The federal government is making the fight against piracy and other criminal activities on the nation’s territorial waters and in the Gulf of Guinea extremely difficult. This is evident in government’s consistent deprivation of the Nigerian Navy – the focal security agency in the anti-piracy war – of much needed funds especially for the execution of its capital projects and acquisition of much needed platforms.
One of the major handicaps faced by the Nigerian Navy in the fight against pirates is the non-availability of sea-borne crafts and platforms to execute its brief.
In 2013 for instance, N14 billion was appropriated for Navy’s capital projects but by December of that year, only N8 billion representing 55.8 per cent had been released. Curiously, this was far below the average figures for other ministries, departments and agencies of government.
The entire N14 billion, in my opinion, is insufficient to equip the Navy for that year but releasing only a little more than half of it by the end of the year exposed government as lacking in commitment to the restoration of law and order on the waterways.
The Navy’s capital budget in 2013 covered the acquisition of two Offshore Patrol Vessels (OPVs) for N10 billion; development of jetties at the cost of N1.9 billion; purchase of ship spare parts for N116 million; helicopter spare parts for N292 million; procurement of Augusta Helicopter for N1 billion; and kitting of naval personnel for N226 million. Fund was not released in good time to acquire the OPVs and the Augusta helicopter.
It is hypocritical on the part of the federal government to complain of the failure to tackle piracy and oil theft while denying Navy of funds needed to procure the tools required to do the job.
I align with the views of the Chairman, Senate Committee on Defense, Chris Anyanwu, that government was deliberately arm stringing Navy.
Recently, Anyanwu could not help but retort: “You are not giving them the resources, and you are not funding their projects. If they don't have the vessels, they can't work on water, if they don't have the money to even put fuel in existing vessels, they cannot do miracles. So we have to see the ripple effect of the tardiness in releasing their funds. What it comes up to is that at the end of the day you are making it impossible for them to do the work, and there is no need complaining. So, this is what it is.
“I really don't understand what is going on. Every time all I get is that navy is not doing this, navy is not fighting piracy, navy is not fighting oil theft, and we are losing enormous resources through this means and yet navy is like tied down, you are not releasing funds to accelerate the acquisition of the right platforms, you are not doing that.”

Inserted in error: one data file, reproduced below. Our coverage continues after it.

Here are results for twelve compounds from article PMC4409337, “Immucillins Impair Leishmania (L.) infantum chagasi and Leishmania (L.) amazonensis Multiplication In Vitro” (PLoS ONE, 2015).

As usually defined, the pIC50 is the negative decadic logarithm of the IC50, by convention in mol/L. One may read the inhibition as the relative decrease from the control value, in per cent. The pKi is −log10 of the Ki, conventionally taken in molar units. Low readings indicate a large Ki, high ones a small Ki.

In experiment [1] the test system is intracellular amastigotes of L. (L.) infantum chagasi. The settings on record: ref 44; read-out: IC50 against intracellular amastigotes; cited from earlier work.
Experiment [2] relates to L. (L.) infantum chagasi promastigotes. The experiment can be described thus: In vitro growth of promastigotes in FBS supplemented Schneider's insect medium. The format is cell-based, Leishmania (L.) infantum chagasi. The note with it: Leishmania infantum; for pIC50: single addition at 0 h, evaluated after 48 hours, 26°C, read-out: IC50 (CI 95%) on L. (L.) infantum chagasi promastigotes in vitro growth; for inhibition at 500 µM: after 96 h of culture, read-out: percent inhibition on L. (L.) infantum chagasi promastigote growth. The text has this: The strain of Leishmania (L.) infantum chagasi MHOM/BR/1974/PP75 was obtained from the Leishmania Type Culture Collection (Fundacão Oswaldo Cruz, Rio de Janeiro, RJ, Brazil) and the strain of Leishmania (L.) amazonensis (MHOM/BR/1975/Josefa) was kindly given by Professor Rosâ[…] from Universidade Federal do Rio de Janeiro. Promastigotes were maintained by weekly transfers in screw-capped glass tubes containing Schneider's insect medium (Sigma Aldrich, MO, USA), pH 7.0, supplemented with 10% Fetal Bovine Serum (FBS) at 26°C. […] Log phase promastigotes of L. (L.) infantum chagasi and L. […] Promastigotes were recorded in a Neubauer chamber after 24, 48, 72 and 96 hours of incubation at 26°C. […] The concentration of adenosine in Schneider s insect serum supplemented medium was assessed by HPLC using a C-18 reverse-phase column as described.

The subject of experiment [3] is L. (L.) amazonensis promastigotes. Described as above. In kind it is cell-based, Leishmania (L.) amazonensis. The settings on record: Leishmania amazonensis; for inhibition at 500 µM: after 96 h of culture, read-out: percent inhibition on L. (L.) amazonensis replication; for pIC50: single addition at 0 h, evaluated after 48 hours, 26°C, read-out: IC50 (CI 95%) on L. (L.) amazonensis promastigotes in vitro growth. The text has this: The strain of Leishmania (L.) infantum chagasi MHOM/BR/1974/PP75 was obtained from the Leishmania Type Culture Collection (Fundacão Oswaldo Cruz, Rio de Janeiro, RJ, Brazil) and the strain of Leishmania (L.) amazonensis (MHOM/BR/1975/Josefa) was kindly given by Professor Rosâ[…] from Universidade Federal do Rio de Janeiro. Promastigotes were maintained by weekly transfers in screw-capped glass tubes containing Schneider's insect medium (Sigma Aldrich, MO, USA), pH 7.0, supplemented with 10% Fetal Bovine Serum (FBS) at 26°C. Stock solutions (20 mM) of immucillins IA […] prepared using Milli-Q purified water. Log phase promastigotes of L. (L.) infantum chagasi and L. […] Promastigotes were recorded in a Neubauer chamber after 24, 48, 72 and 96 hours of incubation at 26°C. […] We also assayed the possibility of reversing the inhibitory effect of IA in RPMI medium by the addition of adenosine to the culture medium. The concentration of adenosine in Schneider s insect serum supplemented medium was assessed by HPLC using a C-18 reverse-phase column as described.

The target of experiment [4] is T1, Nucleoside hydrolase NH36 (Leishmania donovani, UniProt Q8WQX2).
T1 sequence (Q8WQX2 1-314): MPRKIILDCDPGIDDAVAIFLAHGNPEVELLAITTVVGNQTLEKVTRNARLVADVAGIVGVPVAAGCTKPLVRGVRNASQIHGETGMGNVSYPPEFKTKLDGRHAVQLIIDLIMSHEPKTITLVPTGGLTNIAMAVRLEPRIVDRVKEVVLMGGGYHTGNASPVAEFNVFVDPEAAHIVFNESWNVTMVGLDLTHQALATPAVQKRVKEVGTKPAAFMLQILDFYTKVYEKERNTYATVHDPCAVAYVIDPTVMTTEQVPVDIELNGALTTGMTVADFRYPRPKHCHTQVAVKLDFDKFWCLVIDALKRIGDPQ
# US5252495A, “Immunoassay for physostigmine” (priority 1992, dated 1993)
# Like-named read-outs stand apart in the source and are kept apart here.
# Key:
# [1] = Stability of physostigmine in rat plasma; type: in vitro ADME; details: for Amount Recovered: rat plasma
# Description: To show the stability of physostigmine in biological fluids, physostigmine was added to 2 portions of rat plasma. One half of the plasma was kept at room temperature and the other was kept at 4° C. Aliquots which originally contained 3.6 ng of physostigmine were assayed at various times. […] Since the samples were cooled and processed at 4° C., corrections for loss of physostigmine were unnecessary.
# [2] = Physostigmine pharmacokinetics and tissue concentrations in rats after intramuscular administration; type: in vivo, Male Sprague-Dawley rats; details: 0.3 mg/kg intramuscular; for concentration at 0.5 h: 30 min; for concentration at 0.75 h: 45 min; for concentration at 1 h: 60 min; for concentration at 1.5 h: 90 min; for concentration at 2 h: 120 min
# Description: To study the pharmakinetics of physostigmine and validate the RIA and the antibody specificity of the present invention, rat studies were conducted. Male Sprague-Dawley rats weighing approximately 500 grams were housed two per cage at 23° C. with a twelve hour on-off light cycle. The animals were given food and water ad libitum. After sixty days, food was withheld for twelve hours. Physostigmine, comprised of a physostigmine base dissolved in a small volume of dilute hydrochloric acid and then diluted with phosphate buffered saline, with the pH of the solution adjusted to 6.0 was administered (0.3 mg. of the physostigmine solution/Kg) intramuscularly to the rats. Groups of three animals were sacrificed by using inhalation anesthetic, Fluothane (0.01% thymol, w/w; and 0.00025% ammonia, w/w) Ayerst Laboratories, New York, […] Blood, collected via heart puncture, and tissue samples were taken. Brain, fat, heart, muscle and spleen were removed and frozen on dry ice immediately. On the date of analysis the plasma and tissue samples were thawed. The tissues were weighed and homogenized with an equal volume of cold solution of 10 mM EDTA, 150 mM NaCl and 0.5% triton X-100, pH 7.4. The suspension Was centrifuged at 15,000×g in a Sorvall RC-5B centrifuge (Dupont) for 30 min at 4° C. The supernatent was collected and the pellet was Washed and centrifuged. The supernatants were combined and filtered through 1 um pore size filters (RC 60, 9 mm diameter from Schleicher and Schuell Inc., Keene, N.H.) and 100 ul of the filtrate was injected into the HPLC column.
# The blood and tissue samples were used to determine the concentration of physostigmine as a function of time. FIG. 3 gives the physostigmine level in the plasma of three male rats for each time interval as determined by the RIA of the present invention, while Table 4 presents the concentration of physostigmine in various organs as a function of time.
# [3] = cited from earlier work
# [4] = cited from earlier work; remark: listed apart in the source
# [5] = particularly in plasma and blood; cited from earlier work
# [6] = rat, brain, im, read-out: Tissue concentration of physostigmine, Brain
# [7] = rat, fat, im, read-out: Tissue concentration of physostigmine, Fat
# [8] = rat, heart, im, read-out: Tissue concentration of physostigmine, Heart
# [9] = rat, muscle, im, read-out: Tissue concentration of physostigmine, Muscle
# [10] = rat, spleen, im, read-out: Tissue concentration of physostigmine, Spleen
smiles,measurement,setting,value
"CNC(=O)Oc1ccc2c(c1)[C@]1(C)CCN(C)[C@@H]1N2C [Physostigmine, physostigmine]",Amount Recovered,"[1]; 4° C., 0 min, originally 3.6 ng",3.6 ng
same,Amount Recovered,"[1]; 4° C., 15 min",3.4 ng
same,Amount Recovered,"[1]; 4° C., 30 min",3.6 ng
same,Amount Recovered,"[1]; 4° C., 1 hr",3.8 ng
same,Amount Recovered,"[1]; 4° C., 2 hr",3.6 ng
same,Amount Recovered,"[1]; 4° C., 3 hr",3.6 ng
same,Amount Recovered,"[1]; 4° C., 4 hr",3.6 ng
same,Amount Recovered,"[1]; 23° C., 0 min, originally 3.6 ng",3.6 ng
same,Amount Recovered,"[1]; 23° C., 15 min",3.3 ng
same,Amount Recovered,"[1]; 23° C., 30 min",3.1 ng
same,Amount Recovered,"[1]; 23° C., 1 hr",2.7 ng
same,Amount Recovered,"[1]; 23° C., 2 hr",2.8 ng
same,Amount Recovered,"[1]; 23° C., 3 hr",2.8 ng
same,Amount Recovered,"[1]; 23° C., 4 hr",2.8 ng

With about two weeks to the end of the first quarter of 2014, the story is that Navy is still owed N4.5 billion on its 2013 capital projects. This is amazing to say the least.
It is manifestly hopeless to even start talking about release of funds for 2014 projects.
The new Chief of Naval Staff, Vice Admiral Usman Jibrin, had to go on bended knees last Wednesday to plead with the federal government to release the money which is desperately needed to pay the balance on the two OPVs which are due for delivery in May.
Failure to complete payment may stall the delivery of the two patrol boats and even lead to forfeiture of about N5.5 billion earlier committed to their construction.
I really don’t think our security operatives should be made to beg for money to acquire the tools and equipment they require to do their jobs.
Piracy, or sea robbery in Nigeria, has assumed a worrisome dimension. While the number of pirate attacks worldwide was down to a six-year low last year, thanks to a significant fall in incidents off Somalia, the number of Nigerian piracy attacks increased to their highest level since 2008, according to the International Maritime Bureau (IMB).
With 31 pirate attacks recorded, Nigeria was second to Indonesia, which saw the most attacks last year with 106.
The IMB’s annual global piracy report, which was released recently, stated that “Nigerian pirates were particularly violent, killing one crew member and kidnapping 36 people to hold onshore for ransom.”
According to the report, incidents off West Africa now account for almost one fifth of the worldwide total. In total, there were 264 attacks on ships last year, a 40 percent drop from 2011 when Somalia piracy was at its peak and 237 attacks occurred in that region alone.
Some 300 people were taken hostage last year with 12 ships hijacked, 202 boarded and 22 fired upon, while there were a further 28 attempted hijackings, the maritime bureau said.
West Africa accounted for 19 percent of all attacks in 2013.
“Nigerian pirates and armed robbers accounted for 31 of the region’s 51 attacks, taking 49 people hostage and kidnapping 36, more than in any year since 2008. Nigerian pirates ventured far into waters off Gabon, Ivory Coast and Togo, where they were linked with at least five of the region’s seven reported vessel hijackings,” according to the piracy reporting centre.
You therefore spare no resources to fight the type of pirates and sea robbers described above.
Government should show its sincerity in the anti-piracy war by promptly releasing the outstanding funds to the Nigerian Navy. It should also support the Navy to acquire more OPVs and other military platforms to fight the menace.